Monday, July 13, 2015

Igorot artist uses solar power to draw

Almost exactly three years ago, my wife and I first laid eyes on Jordan Mang-osan's unique pieces of art. We were in Baguio at that time and we decided to drop by at Tam-awan Village to see his exhibit. We were captivated by the Filipino artist's pyrography and solar drawings, and marveled at his skill with the hand lens. 

While most artists use canvas, paint, pencil, oil, charcoal or ink to create art, Jordan harnesses the power of the sun to produce portraits that depict the rich cultural traditions and landscape of the Cordilleras, where he is from. To create a piece, he starts off by sketching a design on the surface of a wooden board. He then uses a simple magnifying glass to concentrate solar heat on selected areas of the wood. Check out the video below to see exactly how it's done:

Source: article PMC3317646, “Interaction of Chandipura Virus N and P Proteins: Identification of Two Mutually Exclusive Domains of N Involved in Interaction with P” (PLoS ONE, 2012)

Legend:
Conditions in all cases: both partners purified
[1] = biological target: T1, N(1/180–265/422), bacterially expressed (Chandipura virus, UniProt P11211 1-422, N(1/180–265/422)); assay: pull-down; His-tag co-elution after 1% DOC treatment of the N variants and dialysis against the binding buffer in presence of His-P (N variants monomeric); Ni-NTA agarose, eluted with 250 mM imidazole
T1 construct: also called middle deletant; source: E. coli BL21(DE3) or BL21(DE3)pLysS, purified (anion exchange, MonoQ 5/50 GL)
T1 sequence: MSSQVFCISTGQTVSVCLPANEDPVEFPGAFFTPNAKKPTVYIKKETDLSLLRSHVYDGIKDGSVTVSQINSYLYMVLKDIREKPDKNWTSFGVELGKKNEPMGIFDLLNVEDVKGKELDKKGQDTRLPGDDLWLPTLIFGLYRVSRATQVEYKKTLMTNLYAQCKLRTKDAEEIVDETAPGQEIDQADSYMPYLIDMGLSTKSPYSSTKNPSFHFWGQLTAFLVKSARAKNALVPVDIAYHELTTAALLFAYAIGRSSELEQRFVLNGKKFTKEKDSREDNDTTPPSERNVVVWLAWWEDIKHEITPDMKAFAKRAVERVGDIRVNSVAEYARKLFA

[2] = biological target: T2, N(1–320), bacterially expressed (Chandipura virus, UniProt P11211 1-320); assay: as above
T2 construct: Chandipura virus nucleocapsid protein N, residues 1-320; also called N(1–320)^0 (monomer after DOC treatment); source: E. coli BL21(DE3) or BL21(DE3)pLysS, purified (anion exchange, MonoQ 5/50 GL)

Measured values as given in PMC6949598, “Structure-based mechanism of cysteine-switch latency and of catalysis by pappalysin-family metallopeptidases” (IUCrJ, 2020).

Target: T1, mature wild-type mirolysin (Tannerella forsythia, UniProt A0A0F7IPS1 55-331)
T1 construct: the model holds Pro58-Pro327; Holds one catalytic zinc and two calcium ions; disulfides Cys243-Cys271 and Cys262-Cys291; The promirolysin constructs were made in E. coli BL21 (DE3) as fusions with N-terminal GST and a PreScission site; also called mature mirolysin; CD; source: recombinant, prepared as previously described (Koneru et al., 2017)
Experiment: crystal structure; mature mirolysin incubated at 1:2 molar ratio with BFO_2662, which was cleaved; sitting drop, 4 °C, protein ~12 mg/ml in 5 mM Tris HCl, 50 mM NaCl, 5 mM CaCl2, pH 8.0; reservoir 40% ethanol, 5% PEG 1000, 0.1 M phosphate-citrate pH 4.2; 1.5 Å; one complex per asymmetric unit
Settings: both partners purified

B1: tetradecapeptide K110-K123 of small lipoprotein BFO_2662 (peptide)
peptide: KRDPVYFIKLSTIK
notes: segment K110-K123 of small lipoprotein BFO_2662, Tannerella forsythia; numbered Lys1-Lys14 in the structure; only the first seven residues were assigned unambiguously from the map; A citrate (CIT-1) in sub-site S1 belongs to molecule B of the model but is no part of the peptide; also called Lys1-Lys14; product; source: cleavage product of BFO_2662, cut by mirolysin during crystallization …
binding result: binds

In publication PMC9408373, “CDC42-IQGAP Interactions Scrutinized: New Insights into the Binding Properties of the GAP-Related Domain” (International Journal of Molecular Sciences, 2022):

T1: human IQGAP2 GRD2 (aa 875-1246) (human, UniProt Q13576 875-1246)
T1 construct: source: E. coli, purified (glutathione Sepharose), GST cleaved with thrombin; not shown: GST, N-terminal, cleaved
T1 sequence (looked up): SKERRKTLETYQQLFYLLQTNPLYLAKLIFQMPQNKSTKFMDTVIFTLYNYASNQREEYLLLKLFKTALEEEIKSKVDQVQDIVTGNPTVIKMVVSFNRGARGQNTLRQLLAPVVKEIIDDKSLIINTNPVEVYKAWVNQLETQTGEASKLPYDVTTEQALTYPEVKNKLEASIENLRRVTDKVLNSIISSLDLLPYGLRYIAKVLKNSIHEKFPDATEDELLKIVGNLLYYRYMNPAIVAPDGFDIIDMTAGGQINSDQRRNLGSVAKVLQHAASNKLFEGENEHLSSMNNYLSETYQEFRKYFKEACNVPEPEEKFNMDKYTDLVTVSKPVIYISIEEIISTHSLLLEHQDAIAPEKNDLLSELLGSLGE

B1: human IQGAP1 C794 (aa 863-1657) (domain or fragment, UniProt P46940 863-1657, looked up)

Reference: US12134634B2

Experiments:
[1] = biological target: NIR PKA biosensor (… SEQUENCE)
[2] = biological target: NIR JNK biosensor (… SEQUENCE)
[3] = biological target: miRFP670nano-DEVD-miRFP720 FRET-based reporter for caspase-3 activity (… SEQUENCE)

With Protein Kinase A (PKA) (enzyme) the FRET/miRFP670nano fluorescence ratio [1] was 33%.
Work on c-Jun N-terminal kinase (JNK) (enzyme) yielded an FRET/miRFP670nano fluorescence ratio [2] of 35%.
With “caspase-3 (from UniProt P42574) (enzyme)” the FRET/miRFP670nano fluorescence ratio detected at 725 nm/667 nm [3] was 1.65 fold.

Jordan started drawing as a hobby in grade school. Before he turned 19, the Igorot artist earned a living as a construction worker. He was lost and confused as to what he really wanted to be, until someone saw his potential.

If you happen to be in Baguio and you find yourself in need of an art fix, head straight for Tam-awan Village, where Jordan's creations are on display. Just recently, the artist taught young South Korean students to draw using the power of the sun during his workshop on solar drawing at the village.

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